What I have come to realize is that this questions is not always driven by the content or volume of an individual poster. It is often about the volume of content online in general. People are feeling overwhelmed. The solution?
Approach online the same way you do any other network development. Find the posters that are putting out consistent value. The ones that are wrapping up the best of the week, vetting content and connecting with their readers. If they are answering, participating and putting out real value, you have found a literal goldmine.
Choose who you follow as if you were …

Gift Certificates, Holiday Specials, and Stocking Stuffers

If your business sells to consumers, you definitely should consider doing some extra promotional emails leading up to the holidays. This is something you need to plan now and start executing soon.

You could simply add more targeted promotional messages to your regular newsletter. BUT you've worked hard all year to build your reputation and gain the attention of your readers. Now is the time to capitalize on that a bit. I'm not suggesting that you start blasting your readers with advertising. I am suggesting that a well-planned campaign can be very effective at this time of year.

Here are some ideas to consider:
If you sell gift certificates, you'll definitely want to promote them. Recommend who they will be suitable for. Insert Buy Now buttons directly into your newsletter with an immediate call to action.Do a holiday countdown with number of shopping days left.Create special offers or promotions only for your email subscribers. This can also help to get you new subscriber…

Permission Marketing for Membership Lists

Any of the reputable bulk email service providers (ESPs) will expect you to have received permission to email your subscribers. In many cases, this requirement can be satisfied by having a public sign-up form. Of course, this isn't an option for organizations sending private messages to a membership list.

Just because someone has agreed to become a member, paying or free, doesn't mean you have permission to email them - unless you have asked for it during the membership process.

Granted, this may seem like overkill. Generally, when someone becomes a member, they'll expect to receive some email communication. But the problem likely won't arise from your members. It'll come when you (wisely) decide to use a bulk ESP to communicate with them. That is when it will be important to be able to demonstrate that you have permission. While you might be asked to provide proof of permission for all subscribers, being able to show a process that gathers this permission will of…

25 eNewsletter No-No’s

No matter who's reading it or the nature of the subject matter, these are things about your newsletter that you just shouldn't muck up:
Sending it as a file attachment.Sending it out in the middle of the night.Using a misleading subject line.Pleading for anything – in the subject line or the body.No value within – neither interesting nor useful.Using plagiarized content.Using ‘canned’ content.Using copyrighted images without permission.Poor formatting.Spelling mistakes and other typos.Misleading links that don’t go to where the text leads the reader to believe they are going.Links to automatic downloads without identifying them as such.Links that are broken or take forever to load.Pictures that don’t load or take forever to load.Including tacky clipart or poor quality images.Including over-used common free images.No unsubscribe link.No subscribe link.Missing contact info.Not mobile-friendly.Not including some call to action.Leaving out links to your social media accounts – mis…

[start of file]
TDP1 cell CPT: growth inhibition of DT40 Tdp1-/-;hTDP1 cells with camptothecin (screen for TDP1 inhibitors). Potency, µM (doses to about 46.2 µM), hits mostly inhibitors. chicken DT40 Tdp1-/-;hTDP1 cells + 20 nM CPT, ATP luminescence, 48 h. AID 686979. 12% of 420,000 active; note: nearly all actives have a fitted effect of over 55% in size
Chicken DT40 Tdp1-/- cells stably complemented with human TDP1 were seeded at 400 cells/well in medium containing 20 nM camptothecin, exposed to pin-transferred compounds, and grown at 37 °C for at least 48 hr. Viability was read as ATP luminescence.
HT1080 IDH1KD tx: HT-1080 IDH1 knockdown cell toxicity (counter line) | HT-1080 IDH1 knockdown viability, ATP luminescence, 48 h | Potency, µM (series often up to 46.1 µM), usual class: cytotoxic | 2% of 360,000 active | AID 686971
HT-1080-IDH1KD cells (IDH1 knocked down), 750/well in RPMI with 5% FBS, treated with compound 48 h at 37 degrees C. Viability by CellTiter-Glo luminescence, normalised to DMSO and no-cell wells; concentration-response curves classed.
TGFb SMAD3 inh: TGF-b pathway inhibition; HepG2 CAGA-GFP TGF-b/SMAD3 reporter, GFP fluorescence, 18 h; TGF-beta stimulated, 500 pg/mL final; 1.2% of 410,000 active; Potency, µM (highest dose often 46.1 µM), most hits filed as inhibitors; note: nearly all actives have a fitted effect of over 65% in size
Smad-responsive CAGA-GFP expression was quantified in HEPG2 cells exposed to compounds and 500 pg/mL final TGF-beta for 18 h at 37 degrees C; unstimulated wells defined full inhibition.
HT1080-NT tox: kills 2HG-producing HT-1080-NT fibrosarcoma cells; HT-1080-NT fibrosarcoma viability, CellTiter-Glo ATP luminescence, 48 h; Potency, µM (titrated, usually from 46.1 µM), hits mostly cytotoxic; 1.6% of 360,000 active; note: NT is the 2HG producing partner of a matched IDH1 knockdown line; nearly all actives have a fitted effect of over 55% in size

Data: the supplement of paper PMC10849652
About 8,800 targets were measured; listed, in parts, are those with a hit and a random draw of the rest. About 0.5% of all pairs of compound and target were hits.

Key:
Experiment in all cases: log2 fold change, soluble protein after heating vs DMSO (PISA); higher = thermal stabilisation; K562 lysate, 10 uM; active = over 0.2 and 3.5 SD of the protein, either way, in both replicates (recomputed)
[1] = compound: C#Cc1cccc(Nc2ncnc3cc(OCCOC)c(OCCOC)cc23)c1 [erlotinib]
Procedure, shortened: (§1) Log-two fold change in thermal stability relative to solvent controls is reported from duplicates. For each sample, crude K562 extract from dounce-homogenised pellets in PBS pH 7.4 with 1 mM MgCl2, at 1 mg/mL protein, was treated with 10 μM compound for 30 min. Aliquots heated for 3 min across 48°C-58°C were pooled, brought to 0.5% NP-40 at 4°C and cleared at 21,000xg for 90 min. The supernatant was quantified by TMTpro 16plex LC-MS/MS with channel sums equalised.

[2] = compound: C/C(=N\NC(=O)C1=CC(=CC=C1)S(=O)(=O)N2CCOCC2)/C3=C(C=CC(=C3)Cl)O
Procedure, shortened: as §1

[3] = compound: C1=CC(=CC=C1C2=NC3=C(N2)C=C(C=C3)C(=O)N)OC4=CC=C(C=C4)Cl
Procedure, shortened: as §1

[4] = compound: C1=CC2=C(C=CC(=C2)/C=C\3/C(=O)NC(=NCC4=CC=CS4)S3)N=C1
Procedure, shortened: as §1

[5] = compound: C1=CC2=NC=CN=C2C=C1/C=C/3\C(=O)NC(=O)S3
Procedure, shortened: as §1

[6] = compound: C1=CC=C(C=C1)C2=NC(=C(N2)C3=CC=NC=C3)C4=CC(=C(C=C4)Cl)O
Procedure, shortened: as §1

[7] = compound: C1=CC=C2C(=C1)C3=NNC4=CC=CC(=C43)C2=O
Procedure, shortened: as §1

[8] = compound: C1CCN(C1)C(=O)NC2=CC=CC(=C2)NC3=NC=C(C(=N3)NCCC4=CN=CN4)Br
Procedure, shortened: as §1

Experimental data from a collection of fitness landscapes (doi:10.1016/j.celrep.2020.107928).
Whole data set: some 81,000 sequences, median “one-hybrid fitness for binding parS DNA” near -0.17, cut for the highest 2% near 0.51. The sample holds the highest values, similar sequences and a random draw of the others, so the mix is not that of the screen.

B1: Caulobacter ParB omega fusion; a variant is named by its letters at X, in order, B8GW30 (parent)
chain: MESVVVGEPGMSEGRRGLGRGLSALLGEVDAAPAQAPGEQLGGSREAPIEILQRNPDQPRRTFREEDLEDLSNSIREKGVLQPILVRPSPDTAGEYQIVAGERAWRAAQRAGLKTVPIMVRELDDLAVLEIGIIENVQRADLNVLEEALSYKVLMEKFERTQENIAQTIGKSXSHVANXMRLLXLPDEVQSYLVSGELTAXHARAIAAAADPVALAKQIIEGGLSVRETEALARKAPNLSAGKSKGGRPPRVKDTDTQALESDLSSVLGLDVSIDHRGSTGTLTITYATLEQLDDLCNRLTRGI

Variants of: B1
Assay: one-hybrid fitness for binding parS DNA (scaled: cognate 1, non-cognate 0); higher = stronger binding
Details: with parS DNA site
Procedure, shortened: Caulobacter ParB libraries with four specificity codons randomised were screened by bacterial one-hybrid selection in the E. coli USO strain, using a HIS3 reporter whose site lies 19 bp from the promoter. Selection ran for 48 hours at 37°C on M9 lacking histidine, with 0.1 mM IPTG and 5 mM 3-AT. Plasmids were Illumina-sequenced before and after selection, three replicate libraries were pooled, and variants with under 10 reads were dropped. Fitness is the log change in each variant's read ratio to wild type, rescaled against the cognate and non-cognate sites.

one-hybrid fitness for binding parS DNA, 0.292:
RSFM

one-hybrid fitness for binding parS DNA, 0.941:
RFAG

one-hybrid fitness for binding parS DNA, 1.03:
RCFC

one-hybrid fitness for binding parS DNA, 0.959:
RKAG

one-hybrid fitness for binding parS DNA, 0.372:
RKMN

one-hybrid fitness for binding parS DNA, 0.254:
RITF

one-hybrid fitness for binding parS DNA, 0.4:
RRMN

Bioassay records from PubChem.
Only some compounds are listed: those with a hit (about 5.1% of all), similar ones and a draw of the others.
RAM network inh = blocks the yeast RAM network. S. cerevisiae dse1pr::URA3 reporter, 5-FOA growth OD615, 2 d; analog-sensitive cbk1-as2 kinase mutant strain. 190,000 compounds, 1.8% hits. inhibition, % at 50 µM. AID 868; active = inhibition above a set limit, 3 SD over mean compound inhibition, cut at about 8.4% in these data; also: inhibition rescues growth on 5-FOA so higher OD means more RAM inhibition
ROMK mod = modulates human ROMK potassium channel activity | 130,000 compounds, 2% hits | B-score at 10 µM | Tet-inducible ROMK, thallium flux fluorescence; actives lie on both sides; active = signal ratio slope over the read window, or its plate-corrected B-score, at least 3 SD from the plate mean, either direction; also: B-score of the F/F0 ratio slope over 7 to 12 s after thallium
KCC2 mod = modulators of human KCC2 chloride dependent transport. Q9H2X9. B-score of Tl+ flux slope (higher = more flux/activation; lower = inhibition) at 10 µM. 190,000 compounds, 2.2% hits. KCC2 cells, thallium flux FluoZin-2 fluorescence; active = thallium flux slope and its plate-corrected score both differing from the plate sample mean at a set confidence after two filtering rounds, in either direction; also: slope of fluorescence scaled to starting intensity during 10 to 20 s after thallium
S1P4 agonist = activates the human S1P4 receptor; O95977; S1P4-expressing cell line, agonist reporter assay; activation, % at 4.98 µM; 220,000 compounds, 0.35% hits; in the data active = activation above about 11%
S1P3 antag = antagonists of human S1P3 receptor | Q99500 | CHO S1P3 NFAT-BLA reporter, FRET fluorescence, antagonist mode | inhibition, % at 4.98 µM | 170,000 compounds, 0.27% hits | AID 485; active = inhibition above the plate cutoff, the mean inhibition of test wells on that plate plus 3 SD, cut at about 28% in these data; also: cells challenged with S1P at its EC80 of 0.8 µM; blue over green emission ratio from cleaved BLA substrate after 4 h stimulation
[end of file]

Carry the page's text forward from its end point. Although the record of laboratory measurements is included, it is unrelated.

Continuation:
Prove by Deeds, not Reasons

Intentions don’t make a bit of difference. It’s perceptions that matter.

Intentions can get us motivated and keep us honest. But those things are about us, not the other person. The other person often doesn’t know or care about our intentions.

My intention might be to do an excellent job. If there’s a spelling error, that intention won’t mean a thing. The perception will be of a sloppy job.

Having good intentions is, well, good. But they only point us in the right direction. Intentions need to be translated into actions that ‘walk the talk’. Demonstrating our intentions is the only way to influence others’ perceptions.
“In art, intentions are not sufficient and, as we say in Spanish, love must be proved by deeds and not by reasons. What one does is what counts and not what one had the intention of doing.” - Pablo Picasso - Intentions might pave the way but success in business is all about perception.

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Originally published in Work Better, Not Harder, October 23…


There is nothing like a beginning. New friend, new job, new idea - all of them bring the excitement of beginnings. Better still, that excitement breeds motivation. Never do you have a better opportunity for rapid growth and change than in the beginning.